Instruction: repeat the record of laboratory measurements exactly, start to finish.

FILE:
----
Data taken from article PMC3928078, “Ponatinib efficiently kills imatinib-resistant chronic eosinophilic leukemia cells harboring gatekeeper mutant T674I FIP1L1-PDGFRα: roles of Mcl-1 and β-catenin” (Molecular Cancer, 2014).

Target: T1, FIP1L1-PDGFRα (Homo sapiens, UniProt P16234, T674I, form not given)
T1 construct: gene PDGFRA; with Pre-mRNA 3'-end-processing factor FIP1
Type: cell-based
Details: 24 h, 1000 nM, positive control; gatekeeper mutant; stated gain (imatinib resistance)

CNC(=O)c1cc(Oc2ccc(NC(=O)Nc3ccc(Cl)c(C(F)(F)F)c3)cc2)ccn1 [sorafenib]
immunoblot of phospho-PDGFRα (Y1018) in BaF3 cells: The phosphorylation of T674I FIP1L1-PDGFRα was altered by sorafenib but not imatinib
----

Data taken from article PMC3928078, “Ponatinib efficiently kills imatinib-resistant chronic eosinophilic leukemia cells harboring gatekeeper mutant T674I FIP1L1-PDGFRα: roles of Mcl-1 and β-catenin” (Molecular Cancer, 2014).

Target: T1, FIP1L1-PDGFRα (Homo sapiens, UniProt P16234, T674I, form not given)
T1 construct: gene PDGFRA; with Pre-mRNA 3'-end-processing factor FIP1
Type: cell-based
Details: 24 h, 1000 nM, positive control; gatekeeper mutant; stated gain (imatinib resistance)

CNC(=O)c1cc(Oc2ccc(NC(=O)Nc3ccc(Cl)c(C(F)(F)F)c3)cc2)ccn1 [sorafenib]
immunoblot of phospho-PDGFRα (Y1018) in BaF3 cells: The phosphorylation of T674I FIP1L1-PDGFRα was altered by sorafenib but not imatinib